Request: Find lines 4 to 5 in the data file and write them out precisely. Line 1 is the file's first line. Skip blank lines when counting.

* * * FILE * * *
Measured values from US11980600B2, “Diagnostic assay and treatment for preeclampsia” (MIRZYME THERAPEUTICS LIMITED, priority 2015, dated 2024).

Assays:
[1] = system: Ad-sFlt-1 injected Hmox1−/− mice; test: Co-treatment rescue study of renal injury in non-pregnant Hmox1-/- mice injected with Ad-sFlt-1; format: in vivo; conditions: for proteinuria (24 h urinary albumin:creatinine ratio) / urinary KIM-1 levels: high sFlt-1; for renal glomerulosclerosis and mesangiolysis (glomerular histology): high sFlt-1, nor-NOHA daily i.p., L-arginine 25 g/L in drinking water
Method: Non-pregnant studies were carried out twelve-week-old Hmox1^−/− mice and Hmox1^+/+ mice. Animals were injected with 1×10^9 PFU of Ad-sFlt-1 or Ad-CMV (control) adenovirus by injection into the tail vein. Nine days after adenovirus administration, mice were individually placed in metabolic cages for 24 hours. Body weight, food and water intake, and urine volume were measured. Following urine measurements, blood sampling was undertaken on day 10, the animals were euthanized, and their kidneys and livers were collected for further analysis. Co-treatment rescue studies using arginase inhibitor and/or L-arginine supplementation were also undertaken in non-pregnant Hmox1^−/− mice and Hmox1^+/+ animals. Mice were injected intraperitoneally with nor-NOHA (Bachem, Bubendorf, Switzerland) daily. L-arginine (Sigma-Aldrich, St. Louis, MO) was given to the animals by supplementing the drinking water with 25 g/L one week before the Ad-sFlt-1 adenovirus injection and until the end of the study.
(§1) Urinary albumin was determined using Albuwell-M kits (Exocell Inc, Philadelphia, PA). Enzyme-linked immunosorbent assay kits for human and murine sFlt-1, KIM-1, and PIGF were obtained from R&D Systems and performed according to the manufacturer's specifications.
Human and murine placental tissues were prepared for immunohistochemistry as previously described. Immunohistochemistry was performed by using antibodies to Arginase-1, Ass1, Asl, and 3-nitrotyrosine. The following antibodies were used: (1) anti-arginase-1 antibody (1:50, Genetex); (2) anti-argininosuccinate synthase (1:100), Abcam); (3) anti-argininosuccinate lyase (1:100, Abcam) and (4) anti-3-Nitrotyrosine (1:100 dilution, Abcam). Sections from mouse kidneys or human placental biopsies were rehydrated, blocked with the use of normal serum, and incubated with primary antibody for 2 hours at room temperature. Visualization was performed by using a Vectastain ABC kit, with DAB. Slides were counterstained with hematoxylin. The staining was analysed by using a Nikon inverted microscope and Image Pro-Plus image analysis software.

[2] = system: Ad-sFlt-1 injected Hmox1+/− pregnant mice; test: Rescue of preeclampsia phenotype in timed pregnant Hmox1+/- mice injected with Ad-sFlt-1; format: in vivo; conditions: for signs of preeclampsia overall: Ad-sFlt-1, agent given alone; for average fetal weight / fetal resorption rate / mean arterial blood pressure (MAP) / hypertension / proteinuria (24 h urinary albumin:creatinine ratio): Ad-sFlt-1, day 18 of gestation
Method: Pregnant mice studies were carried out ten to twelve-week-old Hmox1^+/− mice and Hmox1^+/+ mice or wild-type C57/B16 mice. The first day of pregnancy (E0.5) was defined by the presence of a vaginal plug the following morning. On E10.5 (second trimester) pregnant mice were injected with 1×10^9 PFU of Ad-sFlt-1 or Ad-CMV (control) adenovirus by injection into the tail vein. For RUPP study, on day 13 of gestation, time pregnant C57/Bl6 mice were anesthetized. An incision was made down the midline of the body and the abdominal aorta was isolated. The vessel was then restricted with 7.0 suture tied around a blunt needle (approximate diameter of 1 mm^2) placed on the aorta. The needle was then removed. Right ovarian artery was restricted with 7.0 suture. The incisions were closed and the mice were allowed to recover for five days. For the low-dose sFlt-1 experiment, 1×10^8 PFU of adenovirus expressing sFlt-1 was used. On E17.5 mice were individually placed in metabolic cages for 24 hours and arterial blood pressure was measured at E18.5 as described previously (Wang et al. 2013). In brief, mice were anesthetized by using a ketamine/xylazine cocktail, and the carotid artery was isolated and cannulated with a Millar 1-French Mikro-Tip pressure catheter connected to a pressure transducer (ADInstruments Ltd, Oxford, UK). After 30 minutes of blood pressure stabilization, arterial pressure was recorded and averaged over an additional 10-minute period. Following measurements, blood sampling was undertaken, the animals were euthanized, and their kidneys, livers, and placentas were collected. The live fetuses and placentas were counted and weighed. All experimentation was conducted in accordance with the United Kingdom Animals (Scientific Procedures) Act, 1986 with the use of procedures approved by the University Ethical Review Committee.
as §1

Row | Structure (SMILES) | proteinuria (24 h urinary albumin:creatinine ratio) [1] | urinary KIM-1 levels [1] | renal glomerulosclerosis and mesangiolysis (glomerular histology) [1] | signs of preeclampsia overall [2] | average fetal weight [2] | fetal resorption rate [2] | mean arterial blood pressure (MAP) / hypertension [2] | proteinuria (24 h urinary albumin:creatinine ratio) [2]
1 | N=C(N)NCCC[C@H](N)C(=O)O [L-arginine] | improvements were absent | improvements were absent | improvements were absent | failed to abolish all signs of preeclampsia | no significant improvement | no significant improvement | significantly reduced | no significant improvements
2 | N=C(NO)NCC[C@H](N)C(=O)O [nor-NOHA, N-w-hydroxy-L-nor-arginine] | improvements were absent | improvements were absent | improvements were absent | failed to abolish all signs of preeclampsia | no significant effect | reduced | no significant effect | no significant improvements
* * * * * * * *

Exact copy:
Method: Non-pregnant studies were carried out twelve-week-old Hmox1^−/− mice and Hmox1^+/+ mice. Animals were injected with 1×10^9 PFU of Ad-sFlt-1 or Ad-CMV (control) adenovirus by injection into the tail vein. Nine days after adenovirus administration, mice were individually placed in metabolic cages for 24 hours. Body weight, food and water intake, and urine volume were measured. Following urine measurements, blood sampling was undertaken on day 10, the animals were euthanized, and their kidneys and livers were collected for further analysis. Co-treatment rescue studies using arginase inhibitor and/or L-arginine supplementation were also undertaken in non-pregnant Hmox1^−/− mice and Hmox1^+/+ animals. Mice were injected intraperitoneally with nor-NOHA (Bachem, Bubendorf, Switzerland) daily. L-arginine (Sigma-Aldrich, St. Louis, MO) was given to the animals by supplementing the drinking water with 25 g/L one week before the Ad-sFlt-1 adenovirus injection and until the end of the study.
(§1) Urinary albumin was determined using Albuwell-M kits (Exocell Inc, Philadelphia, PA). Enzyme-linked immunosorbent assay kits for human and murine sFlt-1, KIM-1, and PIGF were obtained from R&D Systems and performed according to the manufacturer's specifications.